Essentially, the NFLPA could argue that Commissioner Roger Goodell ought to treat stadiums independently, not comparatively.  The players – and taxpayers – share no responsibility for excessive team spending while owners and the commissioner choose to invest in new facilities and operating costs, allegedly, continue to rise across the league.

President and CEO of the Green Bay Packers Mark Murphy (but I guess you already knew that from looking at the picture!)

Lastly, Chief Executive Officer of the Green Bay Packers, Mark Murphy, claims that the Packers’ “only growth in revenue in recent years has been on the national side,” according to the team’s 2009 financial statements (Kuriloff, 2010).  However, according to the Wisconsin Legislative Audit Bureau’s 1999 audit of the Green Bay Packers’ books between 1995 and 1999, the Packers’ annual net income ranged between $5.4 and $7.1 million, respectively, and retained earnings nearly doubled from 1995 ($40.5 million) to 1999 ($76.2 million) (Wisconsin Legislative Audit Bureau, 1999).  With 2009 net income at $5.2 million – a 30% increase from 2008 – (Kuriloff, 2010) the Green Bay Packers did not appear to be worse off in 2009 than they were 15 years ago.  As Troy Aikman points out, “owners claim they can’t keep up with player salaries.  Yet [sic] the Redskins’ Daniel Snyder reaches into his pockets and gives [Albert] Haynesworth a $100 million deal” (Aikman, 2009).  Former NFL punter Nick Murphy also disagrees with owners and wrote, “player expenses increased only 4 percent in 2009 and only half of that was salary-related.  From 1996 to 2007, the average NFL owner increased a franchise’s value by $693 million (338 percent) [and] according to Forbes magazine, player expenditures have nothing at all to do with the first decrease in NFL club valuations in 12 years” (Murphy, 2010).

Pete Kendall, “permanent player representative” for the NFLPA at CBA bargaining sessions, adds to the union’s argument by stating in a memorandum to NFL players that “the current salary cap system provides a percentage cap on the amount of football related revenue to be spent on player salaries and benefits” and that even though percentages of total revenue shared with players will remain the same, the league’s new definition of “total revenue” would decrease the money in that account and thus lower yearly distributions to players (DiTullio, 2010).

Without financial statements or audits from the other 31 teams, the players’ union has insufficient evidence to determine the league’s “need” – an essential set of details missing from the debate regarding a possible $1 billion pay cut.

Cam Suarez-Bitar.

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Indianapolis Colts President Bill Polian, seen here with Peyton Manning (right) and former Colts backup Jim Sorgi (left).

The NFL and the NFLPA: The Significance of the Current Collective Bargaining Process and a Collection of Relevant Legal and Ethical Issues (Part 2: A Brief and General History of the 1993 NFL Collective Bargaining Agreement)


Football fans and other unions supported players' calls for fair wages and contracts in the 1987 players' strike. This time, though, team owners (management) are threatening a lockout of the 2011 season in their attempt to rewrite the CBA.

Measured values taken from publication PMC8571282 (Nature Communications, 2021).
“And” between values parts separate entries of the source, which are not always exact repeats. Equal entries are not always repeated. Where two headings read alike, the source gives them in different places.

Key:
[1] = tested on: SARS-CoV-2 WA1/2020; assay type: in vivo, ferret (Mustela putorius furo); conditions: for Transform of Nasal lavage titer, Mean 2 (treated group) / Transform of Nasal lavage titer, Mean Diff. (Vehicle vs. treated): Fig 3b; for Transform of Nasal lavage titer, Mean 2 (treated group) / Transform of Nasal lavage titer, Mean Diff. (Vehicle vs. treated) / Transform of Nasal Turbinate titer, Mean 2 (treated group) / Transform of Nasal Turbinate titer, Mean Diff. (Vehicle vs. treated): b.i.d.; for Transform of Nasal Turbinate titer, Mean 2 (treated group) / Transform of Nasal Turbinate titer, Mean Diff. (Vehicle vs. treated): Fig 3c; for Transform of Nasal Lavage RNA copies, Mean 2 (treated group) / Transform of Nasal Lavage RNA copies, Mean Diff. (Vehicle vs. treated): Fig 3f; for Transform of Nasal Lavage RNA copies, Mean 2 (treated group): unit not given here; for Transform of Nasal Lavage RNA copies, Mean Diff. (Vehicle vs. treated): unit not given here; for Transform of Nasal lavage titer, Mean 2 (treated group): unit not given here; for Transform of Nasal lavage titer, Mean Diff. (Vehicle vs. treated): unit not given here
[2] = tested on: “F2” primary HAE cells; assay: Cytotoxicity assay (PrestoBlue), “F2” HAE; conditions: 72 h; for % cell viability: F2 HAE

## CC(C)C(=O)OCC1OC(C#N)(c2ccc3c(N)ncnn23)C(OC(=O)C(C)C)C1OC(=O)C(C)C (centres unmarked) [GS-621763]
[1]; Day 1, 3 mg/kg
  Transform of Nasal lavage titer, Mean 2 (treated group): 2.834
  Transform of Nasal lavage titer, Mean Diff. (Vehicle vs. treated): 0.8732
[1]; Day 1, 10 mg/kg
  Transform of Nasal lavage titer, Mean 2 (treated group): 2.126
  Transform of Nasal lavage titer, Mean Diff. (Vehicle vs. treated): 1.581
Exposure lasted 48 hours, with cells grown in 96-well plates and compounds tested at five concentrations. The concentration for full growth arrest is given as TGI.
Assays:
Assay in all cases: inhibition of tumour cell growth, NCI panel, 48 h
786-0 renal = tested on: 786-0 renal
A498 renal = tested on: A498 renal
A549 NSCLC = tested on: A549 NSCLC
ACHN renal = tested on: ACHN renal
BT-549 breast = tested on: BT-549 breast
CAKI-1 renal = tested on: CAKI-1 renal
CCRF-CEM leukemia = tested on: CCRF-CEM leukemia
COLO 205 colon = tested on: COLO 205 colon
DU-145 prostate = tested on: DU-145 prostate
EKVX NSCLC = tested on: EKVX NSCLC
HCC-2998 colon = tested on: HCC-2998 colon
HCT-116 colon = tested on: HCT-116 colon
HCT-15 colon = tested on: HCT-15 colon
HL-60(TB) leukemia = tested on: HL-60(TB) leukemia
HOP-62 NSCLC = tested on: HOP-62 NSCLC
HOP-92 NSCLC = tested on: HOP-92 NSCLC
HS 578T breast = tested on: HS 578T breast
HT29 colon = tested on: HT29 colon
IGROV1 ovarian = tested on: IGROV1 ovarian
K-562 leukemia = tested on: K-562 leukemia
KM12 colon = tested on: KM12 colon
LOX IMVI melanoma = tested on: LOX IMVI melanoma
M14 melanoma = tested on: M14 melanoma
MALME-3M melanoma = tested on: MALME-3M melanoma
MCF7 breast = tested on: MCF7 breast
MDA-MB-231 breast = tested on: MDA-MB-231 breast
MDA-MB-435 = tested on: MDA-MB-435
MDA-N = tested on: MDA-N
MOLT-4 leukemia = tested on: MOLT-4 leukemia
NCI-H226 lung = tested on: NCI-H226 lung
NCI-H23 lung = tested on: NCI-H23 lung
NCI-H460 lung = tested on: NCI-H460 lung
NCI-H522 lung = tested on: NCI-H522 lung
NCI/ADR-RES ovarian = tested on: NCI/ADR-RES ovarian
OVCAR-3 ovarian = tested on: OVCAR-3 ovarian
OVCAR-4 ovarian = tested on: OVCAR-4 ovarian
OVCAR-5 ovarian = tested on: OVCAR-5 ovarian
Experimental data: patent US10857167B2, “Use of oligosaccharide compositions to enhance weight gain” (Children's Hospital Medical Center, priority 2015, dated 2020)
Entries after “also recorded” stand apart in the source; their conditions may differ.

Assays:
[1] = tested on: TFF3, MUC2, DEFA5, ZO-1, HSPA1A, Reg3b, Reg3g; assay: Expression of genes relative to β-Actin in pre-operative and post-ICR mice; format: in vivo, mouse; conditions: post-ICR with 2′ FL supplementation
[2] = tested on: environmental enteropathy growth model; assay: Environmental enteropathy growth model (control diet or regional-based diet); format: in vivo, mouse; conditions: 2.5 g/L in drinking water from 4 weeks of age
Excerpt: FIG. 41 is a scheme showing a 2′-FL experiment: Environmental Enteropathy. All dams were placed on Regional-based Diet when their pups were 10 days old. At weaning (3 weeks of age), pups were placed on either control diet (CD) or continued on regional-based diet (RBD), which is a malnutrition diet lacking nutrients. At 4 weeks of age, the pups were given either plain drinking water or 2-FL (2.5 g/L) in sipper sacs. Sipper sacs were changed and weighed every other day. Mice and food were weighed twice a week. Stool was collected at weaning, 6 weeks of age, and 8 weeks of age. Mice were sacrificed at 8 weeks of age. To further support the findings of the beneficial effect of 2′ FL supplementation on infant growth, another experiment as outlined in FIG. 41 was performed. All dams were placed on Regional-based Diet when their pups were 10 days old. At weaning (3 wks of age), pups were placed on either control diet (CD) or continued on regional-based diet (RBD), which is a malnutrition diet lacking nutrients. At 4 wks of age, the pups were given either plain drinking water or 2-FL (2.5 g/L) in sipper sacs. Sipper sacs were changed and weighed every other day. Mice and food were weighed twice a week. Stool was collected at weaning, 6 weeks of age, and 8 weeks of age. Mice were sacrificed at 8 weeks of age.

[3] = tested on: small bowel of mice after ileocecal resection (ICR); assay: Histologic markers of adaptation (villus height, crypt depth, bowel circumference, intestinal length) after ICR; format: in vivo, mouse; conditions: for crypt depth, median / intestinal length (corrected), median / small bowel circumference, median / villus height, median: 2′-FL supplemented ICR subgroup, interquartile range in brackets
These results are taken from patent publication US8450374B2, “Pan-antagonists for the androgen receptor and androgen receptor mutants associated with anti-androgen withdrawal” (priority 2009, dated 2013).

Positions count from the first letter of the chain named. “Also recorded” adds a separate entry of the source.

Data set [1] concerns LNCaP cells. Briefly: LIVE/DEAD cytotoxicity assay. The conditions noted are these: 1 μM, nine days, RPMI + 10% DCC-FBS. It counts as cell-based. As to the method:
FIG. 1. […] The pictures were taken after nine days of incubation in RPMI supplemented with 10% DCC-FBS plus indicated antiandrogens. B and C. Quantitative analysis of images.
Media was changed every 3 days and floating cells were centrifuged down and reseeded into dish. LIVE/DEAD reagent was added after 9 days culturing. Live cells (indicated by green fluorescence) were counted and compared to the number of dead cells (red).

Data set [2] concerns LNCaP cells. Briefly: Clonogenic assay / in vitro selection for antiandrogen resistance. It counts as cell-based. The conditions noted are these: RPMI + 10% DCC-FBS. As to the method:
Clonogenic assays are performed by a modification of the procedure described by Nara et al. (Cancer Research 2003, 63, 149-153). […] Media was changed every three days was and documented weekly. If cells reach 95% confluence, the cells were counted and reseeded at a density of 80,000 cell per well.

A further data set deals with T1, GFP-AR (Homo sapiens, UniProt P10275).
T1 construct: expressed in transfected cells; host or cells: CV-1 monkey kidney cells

A Concise History of Collective Bargaining in the NFL and a Look Towards the Future

After a players’ strike in 1987, collective bargaining commenced and resulted in the 1993 collective bargaining agreement.  The CBA lasted 17 years, and in 2008, the owners decided to opt out after its expiration in 2010.  “When the collective bargaining agreement was approved in 1993, both sides won big: the players got free agency and the owners got a salary cap.  It seemed like everyone was happy,” according to Troy Aikman, former quarterback of the Dallas Cowboys and recent Hall of Fame inductee (Aikman, 2009).  Aikman adds that “owners found a loophole in the agreement that allowed them to pay big signing bonuses to players” and distribute the uncapped sum over the contract’s duration (2009).  This loophole, exploited by team owners in the years immediately following the CBA’s expiration, contributed to a culture of increasingly high player salaries that apparently caught up to them fifteen years later.  The NFL has enjoyed the longest period without a work stoppage in all of American professional sports – 23 years since 1987, to be exact.  Nevertheless, Aikman remains optimistic that both sides will find enough common ground and continue to enjoy the league’s unprecedented growth in popularity, partnerships, and revenue (2009).

Washington Redskins owner Daniel Snyder is no stranger to controversy and one of the league's most well-known executives.

The 1993 collective bargaining agreement had a significant impact on parity in the NFL that led to two paradigm shifts.  Competitive balance increased throughout the NFL with the creation of free agency: the first major change (Lee, 2010, p. 77).  The second major shift regarded payroll constraints, such as the salary cap, that curtailed excessive team spending – theoretically – on “expensive” talent and kept talent on the market for teams with enough cap room to bid for their services (p. 78-82).  Signing bonuses and their amortized values helped owners circumvent salary cap limits and contributed to large contracts reaching nine figures (such as Albert Haynesworth’s current contract with the Washington Redskins) over their duration.  Also, the old collective bargaining agreement was revolutionary in American sports.  Unlike other leagues that instituted both rules and structural changes in their CBAs, the NFL is the only league that saw a CBA stimulate parity (Lee, p. 86).